Photo Credit: sirwiseowl via Compfight cc
This article originally appeared on Martina McGowan and has been republished with permission.
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What an inspirational story. Dallas Wiens and Jamie Nash overcame immense struggles and found love and hope in each other. Their wedding on Mar. 30 is a testament to human perseverance and the power of love. Congratulations!
Before Dallas Wiens and Jamie Nash met each other, they were struggling to recover from unbelievably traumatic experiences. But they both proved how strong, supportive, and in love they are now during their beautiful wedding ceremony in Fort Worth, Tex. on Mar. 30.
Dallas Wiens Jamie Nash: Their Emotional Wedding Ceremony
Dallas and Jamie, who met in a support group for burn victims, showed that their love for each other was strong enough to withstand any physical pains, getting married in a beautiful ceremony at the same church where Dallas was injured.
Exchanging their vows in front of a congregation of over 150 people, Dallas lovingly told Jamie, “I am blessed beyond measure that you have chosen me, and I love you with all of my heart.” Jamie responded in kind, “You gave me hope, and you gave me tender love that I will always treasure.”
Dallas Wiens Jamie Nash Triumph Over Traumatic Experiences
Their love for each other, and the strength they found in one another, is so inspirational considering the tragic things they have both gone through.
Dallas was severely injured in 2008 working construction at a church when he accidentally touched a high-voltage power line. He was blinded and suffered serious facial injuries, and subsequently became the first American to receive a full face transplant. In 2010, Jamie suffered near-fatal burns on 70 percent of her body when her car burst into flames after an accident.
Dallas Wiens Jamie Nash: A Source Of Hope Inspiration
While being treated at the same hospital though, Dallas and Jamie found courage and support from each other, and their lives have been enriched ever since. “He’s marrying someone who can share about their pain that they’ve gone through, and their recoveries. They have fantastic attitudes about why they’re where they are,” says Sue Peterson, Dallas’ step-grandmother.
This is the second marriage for both Dallas and Jamie. Dallas has a five-year-old daughter and Jamie has a ten-year-older daughter and a six-year-old son. They both travel as motivational speakers now, with Jamie focusing on speaking about the dangers of texting and driving.
Their stories of near death to pure bliss are extremely inspirational, and they can both give hope to all of us. Congratulations, Dallas and Jamie!
The Dallas Morning News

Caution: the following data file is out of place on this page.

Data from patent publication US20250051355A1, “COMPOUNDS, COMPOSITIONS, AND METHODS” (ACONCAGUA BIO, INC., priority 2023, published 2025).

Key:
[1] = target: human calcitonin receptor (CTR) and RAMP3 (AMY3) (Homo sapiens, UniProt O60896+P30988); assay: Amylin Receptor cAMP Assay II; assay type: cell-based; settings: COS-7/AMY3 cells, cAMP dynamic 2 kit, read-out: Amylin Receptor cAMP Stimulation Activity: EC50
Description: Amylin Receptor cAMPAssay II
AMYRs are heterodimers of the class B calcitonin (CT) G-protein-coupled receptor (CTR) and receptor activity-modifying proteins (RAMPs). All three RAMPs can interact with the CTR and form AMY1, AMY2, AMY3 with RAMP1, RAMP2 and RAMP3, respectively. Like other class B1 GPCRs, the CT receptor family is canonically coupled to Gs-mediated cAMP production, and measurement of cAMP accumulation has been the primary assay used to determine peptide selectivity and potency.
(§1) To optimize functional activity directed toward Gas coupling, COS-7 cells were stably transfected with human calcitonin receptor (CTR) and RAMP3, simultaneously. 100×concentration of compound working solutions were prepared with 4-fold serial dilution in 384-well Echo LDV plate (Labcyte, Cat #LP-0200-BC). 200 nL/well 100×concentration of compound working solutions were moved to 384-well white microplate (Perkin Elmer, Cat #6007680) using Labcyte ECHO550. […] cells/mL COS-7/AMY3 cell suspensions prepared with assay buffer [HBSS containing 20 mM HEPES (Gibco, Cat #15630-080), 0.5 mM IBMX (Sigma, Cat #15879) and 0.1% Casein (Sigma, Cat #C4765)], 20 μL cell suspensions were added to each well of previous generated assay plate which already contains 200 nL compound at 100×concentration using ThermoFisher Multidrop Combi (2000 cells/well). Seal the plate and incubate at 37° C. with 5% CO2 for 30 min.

– Andrew Gruttadaro
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- Mother’s Inspiring Video Of Son Born With Severe Cleft Palate No Eyes — Watch
- Jodie Foster Is An Inspiration For Coming Out As Gay At Golden Globes
- Check Out The Trailer For ‘Fly Away’ — An Inspiring Story Of A Mother Raising An Autistic Child
Each week we like to bring you motivational stories, inspiration and findings. Anything from the flowers blooming to the new world of Motherhood, motivation lies within us all. At Career Wardrobe we help women push their fears aside, open their eyes to the opportunities around them and inspire them to be the most beautiful and confident woman they are. We strive to make these women successful and independent. Several women at Career Wardrobe have shared their stories to motivate others. A few key points we stress to make a woman successful are; Opportunity, Inspiration and Independence.
Take the opportunity. Learn something new. Travel the road less traveled. Learn from Dwanna’s opportunity; “I have been laid off four times in the past six years and have been in the position where I’ve been called for an interview and haven’t had a single thing to wear and no money to purchase new clothing. Career Wardrobe is a great program that encourages, empowers, and motivates women. When women look good, we feel good, too. And a suit gives us all the more power and confidence.” Dwanna, employed for two years as a title agent.
Take inspiration from everything you see. From the beauty of mother nature to the crashing waves of the sea. Take time to smell the flowers. Breathe deep and love often. Be inspired by Valerie’s words: “Career Wardrobe truly changed my life. After paying for mistakes I made, I was unemployed with a criminal record when I came to them. The women at Career Wardrobe helped me to believe in myself again. They treated me with respect and encouraged me to pursue my dreams and goals. Walking into an interview with the right outfit and the right attitude is invaluable. There is no doubt in my mind I am working today because of the tools that Career Wardrobe has given me.” Valerie, employed and living independently.